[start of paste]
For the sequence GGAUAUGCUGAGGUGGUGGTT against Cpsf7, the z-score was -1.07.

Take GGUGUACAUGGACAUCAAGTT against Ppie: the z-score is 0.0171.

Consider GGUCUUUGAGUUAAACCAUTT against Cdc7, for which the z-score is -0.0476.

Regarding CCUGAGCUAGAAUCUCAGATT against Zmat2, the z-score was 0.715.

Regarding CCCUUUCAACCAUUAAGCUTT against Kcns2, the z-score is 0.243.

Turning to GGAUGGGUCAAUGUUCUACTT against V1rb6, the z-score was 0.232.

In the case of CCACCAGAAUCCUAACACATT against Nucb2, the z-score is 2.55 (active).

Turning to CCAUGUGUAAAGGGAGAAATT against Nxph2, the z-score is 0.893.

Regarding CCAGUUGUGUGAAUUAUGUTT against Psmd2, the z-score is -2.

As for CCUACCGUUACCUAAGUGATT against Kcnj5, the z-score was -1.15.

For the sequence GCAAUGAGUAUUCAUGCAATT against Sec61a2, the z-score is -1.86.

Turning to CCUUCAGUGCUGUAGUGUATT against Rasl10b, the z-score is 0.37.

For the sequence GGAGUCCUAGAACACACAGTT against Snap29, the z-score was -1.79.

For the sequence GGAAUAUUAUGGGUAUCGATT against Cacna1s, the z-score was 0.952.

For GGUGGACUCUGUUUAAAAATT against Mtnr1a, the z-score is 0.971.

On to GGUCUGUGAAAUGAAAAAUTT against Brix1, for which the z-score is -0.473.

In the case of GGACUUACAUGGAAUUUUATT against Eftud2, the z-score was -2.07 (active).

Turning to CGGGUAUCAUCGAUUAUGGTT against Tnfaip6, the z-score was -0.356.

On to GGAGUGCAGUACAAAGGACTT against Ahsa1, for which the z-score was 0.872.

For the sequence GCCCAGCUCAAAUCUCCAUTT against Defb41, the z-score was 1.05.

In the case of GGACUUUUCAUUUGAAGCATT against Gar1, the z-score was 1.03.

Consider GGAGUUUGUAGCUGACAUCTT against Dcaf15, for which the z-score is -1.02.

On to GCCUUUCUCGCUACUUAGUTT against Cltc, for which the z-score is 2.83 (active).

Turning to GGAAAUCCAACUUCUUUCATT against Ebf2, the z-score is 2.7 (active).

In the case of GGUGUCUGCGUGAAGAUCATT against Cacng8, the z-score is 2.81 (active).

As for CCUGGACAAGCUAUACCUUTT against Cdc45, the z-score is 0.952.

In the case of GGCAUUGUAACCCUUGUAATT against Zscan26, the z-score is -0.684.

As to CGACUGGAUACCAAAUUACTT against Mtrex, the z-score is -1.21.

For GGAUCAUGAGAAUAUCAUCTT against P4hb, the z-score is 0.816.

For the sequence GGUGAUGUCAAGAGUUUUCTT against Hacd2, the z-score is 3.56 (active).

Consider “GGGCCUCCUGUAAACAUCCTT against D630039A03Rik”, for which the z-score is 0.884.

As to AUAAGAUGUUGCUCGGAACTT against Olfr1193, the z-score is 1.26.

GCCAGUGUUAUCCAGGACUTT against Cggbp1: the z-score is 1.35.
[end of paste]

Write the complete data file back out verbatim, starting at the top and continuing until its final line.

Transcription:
For the sequence GGAUAUGCUGAGGUGGUGGTT against Cpsf7, the z-score was -1.07.

Take GGUGUACAUGGACAUCAAGTT against Ppie: the z-score is 0.0171.

Consider GGUCUUUGAGUUAAACCAUTT against Cdc7, for which the z-score is -0.0476.

Regarding CCUGAGCUAGAAUCUCAGATT against Zmat2, the z-score was 0.715.

Regarding CCCUUUCAACCAUUAAGCUTT against Kcns2, the z-score is 0.243.

Turning to GGAUGGGUCAAUGUUCUACTT against V1rb6, the z-score was 0.232.

In the case of CCACCAGAAUCCUAACACATT against Nucb2, the z-score is 2.55 (active).

Turning to CCAUGUGUAAAGGGAGAAATT against Nxph2, the z-score is 0.893.

Regarding CCAGUUGUGUGAAUUAUGUTT against Psmd2, the z-score is -2.

As for CCUACCGUUACCUAAGUGATT against Kcnj5, the z-score was -1.15.

For the sequence GCAAUGAGUAUUCAUGCAATT against Sec61a2, the z-score is -1.86.

Turning to CCUUCAGUGCUGUAGUGUATT against Rasl10b, the z-score is 0.37.

For the sequence GGAGUCCUAGAACACACAGTT against Snap29, the z-score was -1.79.

For the sequence GGAAUAUUAUGGGUAUCGATT against Cacna1s, the z-score was 0.952.

For GGUGGACUCUGUUUAAAAATT against Mtnr1a, the z-score is 0.971.

On to GGUCUGUGAAAUGAAAAAUTT against Brix1, for which the z-score is -0.473.

In the case of GGACUUACAUGGAAUUUUATT against Eftud2, the z-score was -2.07 (active).

Turning to CGGGUAUCAUCGAUUAUGGTT against Tnfaip6, the z-score was -0.356.

On to GGAGUGCAGUACAAAGGACTT against Ahsa1, for which the z-score was 0.872.

For the sequence GCCCAGCUCAAAUCUCCAUTT against Defb41, the z-score was 1.05.

In the case of GGACUUUUCAUUUGAAGCATT against Gar1, the z-score was 1.03.

Consider GGAGUUUGUAGCUGACAUCTT against Dcaf15, for which the z-score is -1.02.

On to GCCUUUCUCGCUACUUAGUTT against Cltc, for which the z-score is 2.83 (active).

Turning to GGAAAUCCAACUUCUUUCATT against Ebf2, the z-score is 2.7 (active).

In the case of GGUGUCUGCGUGAAGAUCATT against Cacng8, the z-score is 2.81 (active).

As for CCUGGACAAGCUAUACCUUTT against Cdc45, the z-score is 0.952.

In the case of GGCAUUGUAACCCUUGUAATT against Zscan26, the z-score is -0.684.

As to CGACUGGAUACCAAAUUACTT against Mtrex, the z-score is -1.21.

For GGAUCAUGAGAAUAUCAUCTT against P4hb, the z-score is 0.816.

For the sequence GGUGAUGUCAAGAGUUUUCTT against Hacd2, the z-score is 3.56 (active).

Consider “GGGCCUCCUGUAAACAUCCTT against D630039A03Rik”, for which the z-score is 0.884.

As to AUAAGAUGUUGCUCGGAACTT against Olfr1193, the z-score is 1.26.

GCCAGUGUUAUCCAGGACUTT against Cggbp1: the z-score is 1.35.